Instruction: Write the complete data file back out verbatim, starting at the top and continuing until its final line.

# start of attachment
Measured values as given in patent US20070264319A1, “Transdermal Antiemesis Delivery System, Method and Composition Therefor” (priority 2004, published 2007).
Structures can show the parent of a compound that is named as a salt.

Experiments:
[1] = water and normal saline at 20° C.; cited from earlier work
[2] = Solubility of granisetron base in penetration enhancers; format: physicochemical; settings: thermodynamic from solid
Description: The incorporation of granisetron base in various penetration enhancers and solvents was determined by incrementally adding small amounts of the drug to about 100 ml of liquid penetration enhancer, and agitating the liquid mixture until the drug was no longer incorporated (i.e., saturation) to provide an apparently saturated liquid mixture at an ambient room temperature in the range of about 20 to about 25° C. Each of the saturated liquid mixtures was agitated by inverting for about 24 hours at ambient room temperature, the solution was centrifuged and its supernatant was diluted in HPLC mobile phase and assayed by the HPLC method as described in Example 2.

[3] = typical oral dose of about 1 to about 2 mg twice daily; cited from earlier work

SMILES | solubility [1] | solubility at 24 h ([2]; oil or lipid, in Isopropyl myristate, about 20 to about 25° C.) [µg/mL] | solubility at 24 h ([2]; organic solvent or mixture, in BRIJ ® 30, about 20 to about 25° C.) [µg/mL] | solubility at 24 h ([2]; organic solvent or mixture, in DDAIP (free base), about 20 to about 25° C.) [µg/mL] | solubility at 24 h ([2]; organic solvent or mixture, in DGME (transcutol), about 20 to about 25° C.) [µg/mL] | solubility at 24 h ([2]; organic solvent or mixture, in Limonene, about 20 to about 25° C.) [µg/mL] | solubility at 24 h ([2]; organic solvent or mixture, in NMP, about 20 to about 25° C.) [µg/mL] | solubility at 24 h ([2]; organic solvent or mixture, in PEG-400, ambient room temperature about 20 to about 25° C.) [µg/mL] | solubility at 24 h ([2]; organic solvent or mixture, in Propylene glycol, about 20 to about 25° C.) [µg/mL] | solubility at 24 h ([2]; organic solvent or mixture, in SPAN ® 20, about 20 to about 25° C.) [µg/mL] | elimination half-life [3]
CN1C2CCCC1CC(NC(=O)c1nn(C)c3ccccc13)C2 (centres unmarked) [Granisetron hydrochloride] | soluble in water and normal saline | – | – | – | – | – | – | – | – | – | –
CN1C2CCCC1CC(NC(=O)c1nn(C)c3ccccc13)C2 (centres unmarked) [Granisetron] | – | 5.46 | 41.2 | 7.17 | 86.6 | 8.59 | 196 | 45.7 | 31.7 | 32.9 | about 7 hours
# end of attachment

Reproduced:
Measured values as given in patent US20070264319A1, “Transdermal Antiemesis Delivery System, Method and Composition Therefor” (priority 2004, published 2007).
Structures can show the parent of a compound that is named as a salt.

Experiments:
[1] = water and normal saline at 20° C.; cited from earlier work
[2] = Solubility of granisetron base in penetration enhancers; format: physicochemical; settings: thermodynamic from solid
Description: The incorporation of granisetron base in various penetration enhancers and solvents was determined by incrementally adding small amounts of the drug to about 100 ml of liquid penetration enhancer, and agitating the liquid mixture until the drug was no longer incorporated (i.e., saturation) to provide an apparently saturated liquid mixture at an ambient room temperature in the range of about 20 to about 25° C. Each of the saturated liquid mixtures was agitated by inverting for about 24 hours at ambient room temperature, the solution was centrifuged and its supernatant was diluted in HPLC mobile phase and assayed by the HPLC method as described in Example 2.

[3] = typical oral dose of about 1 to about 2 mg twice daily; cited from earlier work

SMILES | solubility [1] | solubility at 24 h ([2]; oil or lipid, in Isopropyl myristate, about 20 to about 25° C.) [µg/mL] | solubility at 24 h ([2]; organic solvent or mixture, in BRIJ ® 30, about 20 to about 25° C.) [µg/mL] | solubility at 24 h ([2]; organic solvent or mixture, in DDAIP (free base), about 20 to about 25° C.) [µg/mL] | solubility at 24 h ([2]; organic solvent or mixture, in DGME (transcutol), about 20 to about 25° C.) [µg/mL] | solubility at 24 h ([2]; organic solvent or mixture, in Limonene, about 20 to about 25° C.) [µg/mL] | solubility at 24 h ([2]; organic solvent or mixture, in NMP, about 20 to about 25° C.) [µg/mL] | solubility at 24 h ([2]; organic solvent or mixture, in PEG-400, ambient room temperature about 20 to about 25° C.) [µg/mL] | solubility at 24 h ([2]; organic solvent or mixture, in Propylene glycol, about 20 to about 25° C.) [µg/mL] | solubility at 24 h ([2]; organic solvent or mixture, in SPAN ® 20, about 20 to about 25° C.) [µg/mL] | elimination half-life [3]
CN1C2CCCC1CC(NC(=O)c1nn(C)c3ccccc13)C2 (centres unmarked) [Granisetron hydrochloride] | soluble in water and normal saline | – | – | – | – | – | – | – | – | – | –
CN1C2CCCC1CC(NC(=O)c1nn(C)c3ccccc13)C2 (centres unmarked) [Granisetron] | – | 5.46 | 41.2 | 7.17 | 86.6 | 8.59 | 196 | 45.7 | 31.7 | 32.9 | about 7 hours